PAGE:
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Middle Fell, Haycock, Caw Fell, Seatallan and Buckbarrow
by DaveB1 » Sat Mar 09, 2013 12:54 am
Wainwrights included on this walk: Buckbarrow, Caw Fell, Haycock, Middle Fell, Seatallan
Date walked: 03/03/2013
Time taken: 8
Distance: 20.2 km
Ascent: 1200m2 people think this report is great. Register or Login free to be able to rate and comment on reports (as well as access 1:25000 mapping).
After Saturday’s walk it was off to YHA Wastwater via Screes Inn for a deserved pint of Robinson’s best and a packet of crisps. Consuming said fare wasted enough time to arrive at YHA Wastwater just as Reception opened at 5pm.
A friendly welcome, use of the member’s kitchen and a couple of bottles of Jennings Cumberland Ale later, I retired to my pit and had a good nights kip; no snorers, Thank God! (I would have had to kill them!).
Rising at 7am, this was the plan.
I left at 9am and found my way to the path to Greendale and the way up Middle Fell.
I’d been warned the night before that Middle Fell went on forever and so it proved, but nevertheless it felt like a ‘good hill’ and sitting on the summit with views to the Scafell range only added to that feeling.
After a quick brew and caramel wafer (Yes, it was spoil Dave day!) I checked the map and set off northwardish (it’s a technical navigation term. ) for the wonderfully named Pots of Ashness and Haycock in the distance.
Most of the ground was frozen, which made for good walking and rapid progress, the weather remained superb, no wind and good visibility. I could feel the frozenness as my poles went thunk! instead of splash! Except of course at the Pots of Ashness which according to Bob, the Warden at YHA Wastwater was ‘permanently wet’, he was right, but it didn’t slow me down too much as Haycock beckoned.
The sun came out and on stopping for a rest and course check (I was still in ‘Navigation mode’) I breathed the fresh Lakeland air and revelled in the total absence of noise and people! The sense of emptiness and peace was immense.
Haycock was the next challenge
My route took me up the ridge and round to the right, whilst steep it provided some easy scrambling and an enjoyable route to the summit despite the puffing and panting.
The summit was chilly, but clear and I met the first fellow walkers of the day some three and a half hours after leaving the YH.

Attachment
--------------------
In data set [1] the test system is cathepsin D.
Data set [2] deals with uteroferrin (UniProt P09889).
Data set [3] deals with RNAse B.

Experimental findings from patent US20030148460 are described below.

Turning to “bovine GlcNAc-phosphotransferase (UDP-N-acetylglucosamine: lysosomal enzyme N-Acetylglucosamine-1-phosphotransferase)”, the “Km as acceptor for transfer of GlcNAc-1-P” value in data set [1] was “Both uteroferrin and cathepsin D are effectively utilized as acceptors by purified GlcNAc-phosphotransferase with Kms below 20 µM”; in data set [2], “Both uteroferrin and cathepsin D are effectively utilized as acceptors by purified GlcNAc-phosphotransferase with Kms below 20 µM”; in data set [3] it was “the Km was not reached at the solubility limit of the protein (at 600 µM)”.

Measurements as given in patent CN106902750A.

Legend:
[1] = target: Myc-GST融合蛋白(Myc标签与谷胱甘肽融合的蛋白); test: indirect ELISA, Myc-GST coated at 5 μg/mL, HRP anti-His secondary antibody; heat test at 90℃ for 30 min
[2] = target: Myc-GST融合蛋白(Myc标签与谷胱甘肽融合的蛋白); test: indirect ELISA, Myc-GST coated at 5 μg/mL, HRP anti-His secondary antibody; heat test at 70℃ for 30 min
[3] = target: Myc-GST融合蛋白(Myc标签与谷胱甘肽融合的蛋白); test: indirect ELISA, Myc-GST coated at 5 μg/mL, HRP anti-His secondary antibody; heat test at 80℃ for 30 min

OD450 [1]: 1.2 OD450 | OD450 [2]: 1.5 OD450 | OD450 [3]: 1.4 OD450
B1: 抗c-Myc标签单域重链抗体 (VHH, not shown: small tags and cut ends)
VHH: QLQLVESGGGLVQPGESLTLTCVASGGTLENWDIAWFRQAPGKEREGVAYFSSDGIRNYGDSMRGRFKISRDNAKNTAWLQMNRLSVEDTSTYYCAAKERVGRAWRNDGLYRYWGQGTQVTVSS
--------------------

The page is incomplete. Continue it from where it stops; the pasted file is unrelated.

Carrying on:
A third walker appeared just after I’d finished lunch and set off for Caw Fell
He was the last person I saw until descending Seatallan.
The walk to Caw Fell was uneventful and quite quick, following the ‘Ennerdale Wall’ and over an obvious stile to the summit.
On the way to Caw Fell I was planning the way back to Seatallan, which involved a bit of ‘off piste’ contouring, back to the Pots of Ashness direction and eventually to the path up Seatallan
The weather was kind and I managed the contouring without too much difficulty but as I was congratulating myself on excellent route choice I notice something yellow on the ground.
Some poor waif in Whitehaven or Workington must have cried buckets when their precious McDonalds ‘Happy Meal’ balloon took off for pastures new and landed in the middle of nowhere. As a contributor to litter its no wonder McDonalds come top, brown bags by the roadside are bad enough, but balloons on the Fells?? (I picked the offending item up and, rant over, set off for Seatallan.
It was steep!
The summit eventually appeared and sitting down was a pleasant experience, the Ravens looked on expectantly as I munched the last of my butties (Cheese and Mango Chutney, it’s an acquired taste!)
I threw them a few crumbs, swallowed the last of my coffee and set off for Buckbarrow via Glade How. There was a Mountain Leader Training Course just starting at the YHA that morning and guess who was wandering around the vast brown expanse of the lower slopes of Seatallan? Micro navigation no less!
Buckbarrow gave good views of the Scafells and in mist would prove a challenge to find, but my beer compass was twitching so it was off downhill to meet the road back to Greendale and the welcoming bar of YHA.
Five Wainwrights done and a surprisingly empty wilderness walk in the Western Fells. I couldn’t help comparing the lack of people here to the throngs who were doubtless climbing Scafell Pike and Helvellyn on a day of fine views and calm weather. Wouldn’t have swapped for the world. Joy!! and a big silly grin.
Tomorrow Plan C Wastwater Screes.
by johnkaysleftleg » Sat Mar 09, 2013 1:16 am
by yellowbelly » Sat Mar 09, 2013 12:30 pm
Nearly there now Dave. Excellent report from one of my favourite parts of the Lakes where you can escape from most of the hoardes and find solitude and peace.
by Simo » Sat Mar 09, 2013 2:42 pm
by simon-b » Sat Mar 09, 2013 3:24 pm
Simo wrote: Which Wainwright are you saving for last?
Have you decided yet? I finished with the Wastwater Screes pair. Do you have a celebration planned?
by L-Hiking » Sat Mar 09, 2013 5:57 pm
simon-b wrote:Have you decided yet? I finished with the Wastwater Screes pair. Do you have a celebration planned?
Yep wheres the party Dave??
by SusieThePensioner » Sat Mar 09, 2013 10:44 pm
DaveB1 wrote:As a contributor to litter its no wonder McDonalds come top, brown bags by the roadside are bad enough, but balloons on the Fells?? (I picked the offending item up and, rant over, set off for Seatallan
Dave, have a read of Marilyn Munro's report for Ben A'an re. litter
by ChrisW » Mon Mar 11, 2013 7:22 pm